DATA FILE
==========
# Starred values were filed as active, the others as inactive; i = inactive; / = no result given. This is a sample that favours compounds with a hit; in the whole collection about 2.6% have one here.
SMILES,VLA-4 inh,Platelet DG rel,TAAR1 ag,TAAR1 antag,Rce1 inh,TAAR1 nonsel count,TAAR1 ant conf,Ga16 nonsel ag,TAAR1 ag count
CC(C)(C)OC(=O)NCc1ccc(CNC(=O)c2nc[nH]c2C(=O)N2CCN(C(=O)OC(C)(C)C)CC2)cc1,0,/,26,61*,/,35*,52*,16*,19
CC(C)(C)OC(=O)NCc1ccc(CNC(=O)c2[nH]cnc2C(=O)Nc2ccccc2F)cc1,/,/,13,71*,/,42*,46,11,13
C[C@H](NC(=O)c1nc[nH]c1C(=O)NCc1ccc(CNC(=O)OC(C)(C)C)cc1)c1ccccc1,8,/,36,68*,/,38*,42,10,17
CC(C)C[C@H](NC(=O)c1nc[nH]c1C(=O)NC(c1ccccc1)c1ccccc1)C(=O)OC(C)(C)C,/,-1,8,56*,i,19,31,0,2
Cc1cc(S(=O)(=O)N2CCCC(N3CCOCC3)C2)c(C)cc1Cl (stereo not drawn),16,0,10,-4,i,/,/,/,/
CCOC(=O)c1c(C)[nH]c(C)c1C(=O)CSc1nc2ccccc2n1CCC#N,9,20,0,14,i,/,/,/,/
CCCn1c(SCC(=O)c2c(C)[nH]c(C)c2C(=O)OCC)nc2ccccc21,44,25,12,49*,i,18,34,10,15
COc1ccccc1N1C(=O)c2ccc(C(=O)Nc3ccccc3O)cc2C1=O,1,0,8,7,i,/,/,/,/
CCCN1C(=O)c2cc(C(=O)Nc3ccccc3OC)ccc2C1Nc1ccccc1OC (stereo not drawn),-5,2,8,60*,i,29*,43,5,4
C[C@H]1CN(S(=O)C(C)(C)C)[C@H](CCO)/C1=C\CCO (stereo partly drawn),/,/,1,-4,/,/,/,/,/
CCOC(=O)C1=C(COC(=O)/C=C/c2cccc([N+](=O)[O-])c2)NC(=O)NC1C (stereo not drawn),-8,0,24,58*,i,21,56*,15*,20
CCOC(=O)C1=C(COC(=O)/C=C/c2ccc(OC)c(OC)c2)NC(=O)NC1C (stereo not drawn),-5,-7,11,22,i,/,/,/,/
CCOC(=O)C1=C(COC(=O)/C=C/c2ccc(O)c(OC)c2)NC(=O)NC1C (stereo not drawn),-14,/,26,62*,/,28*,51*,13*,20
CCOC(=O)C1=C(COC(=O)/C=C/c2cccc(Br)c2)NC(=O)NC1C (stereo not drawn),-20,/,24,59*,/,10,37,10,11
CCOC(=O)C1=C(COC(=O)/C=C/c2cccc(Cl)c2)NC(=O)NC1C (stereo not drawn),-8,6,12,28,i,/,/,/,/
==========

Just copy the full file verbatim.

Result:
# Starred values were filed as active, the others as inactive; i = inactive; / = no result given. This is a sample that favours compounds with a hit; in the whole collection about 2.6% have one here.
SMILES,VLA-4 inh,Platelet DG rel,TAAR1 ag,TAAR1 antag,Rce1 inh,TAAR1 nonsel count,TAAR1 ant conf,Ga16 nonsel ag,TAAR1 ag count
CC(C)(C)OC(=O)NCc1ccc(CNC(=O)c2nc[nH]c2C(=O)N2CCN(C(=O)OC(C)(C)C)CC2)cc1,0,/,26,61*,/,35*,52*,16*,19
CC(C)(C)OC(=O)NCc1ccc(CNC(=O)c2[nH]cnc2C(=O)Nc2ccccc2F)cc1,/,/,13,71*,/,42*,46,11,13
C[C@H](NC(=O)c1nc[nH]c1C(=O)NCc1ccc(CNC(=O)OC(C)(C)C)cc1)c1ccccc1,8,/,36,68*,/,38*,42,10,17
CC(C)C[C@H](NC(=O)c1nc[nH]c1C(=O)NC(c1ccccc1)c1ccccc1)C(=O)OC(C)(C)C,/,-1,8,56*,i,19,31,0,2
Cc1cc(S(=O)(=O)N2CCCC(N3CCOCC3)C2)c(C)cc1Cl (stereo not drawn),16,0,10,-4,i,/,/,/,/
CCOC(=O)c1c(C)[nH]c(C)c1C(=O)CSc1nc2ccccc2n1CCC#N,9,20,0,14,i,/,/,/,/
CCCn1c(SCC(=O)c2c(C)[nH]c(C)c2C(=O)OCC)nc2ccccc21,44,25,12,49*,i,18,34,10,15
COc1ccccc1N1C(=O)c2ccc(C(=O)Nc3ccccc3O)cc2C1=O,1,0,8,7,i,/,/,/,/
CCCN1C(=O)c2cc(C(=O)Nc3ccccc3OC)ccc2C1Nc1ccccc1OC (stereo not drawn),-5,2,8,60*,i,29*,43,5,4
C[C@H]1CN(S(=O)C(C)(C)C)[C@H](CCO)/C1=C\CCO (stereo partly drawn),/,/,1,-4,/,/,/,/,/
CCOC(=O)C1=C(COC(=O)/C=C/c2cccc([N+](=O)[O-])c2)NC(=O)NC1C (stereo not drawn),-8,0,24,58*,i,21,56*,15*,20
CCOC(=O)C1=C(COC(=O)/C=C/c2ccc(OC)c(OC)c2)NC(=O)NC1C (stereo not drawn),-5,-7,11,22,i,/,/,/,/
CCOC(=O)C1=C(COC(=O)/C=C/c2ccc(O)c(OC)c2)NC(=O)NC1C (stereo not drawn),-14,/,26,62*,/,28*,51*,13*,20
CCOC(=O)C1=C(COC(=O)/C=C/c2cccc(Br)c2)NC(=O)NC1C (stereo not drawn),-20,/,24,59*,/,10,37,10,11
CCOC(=O)C1=C(COC(=O)/C=C/c2cccc(Cl)c2)NC(=O)NC1C (stereo not drawn),-8,6,12,28,i,/,/,/,/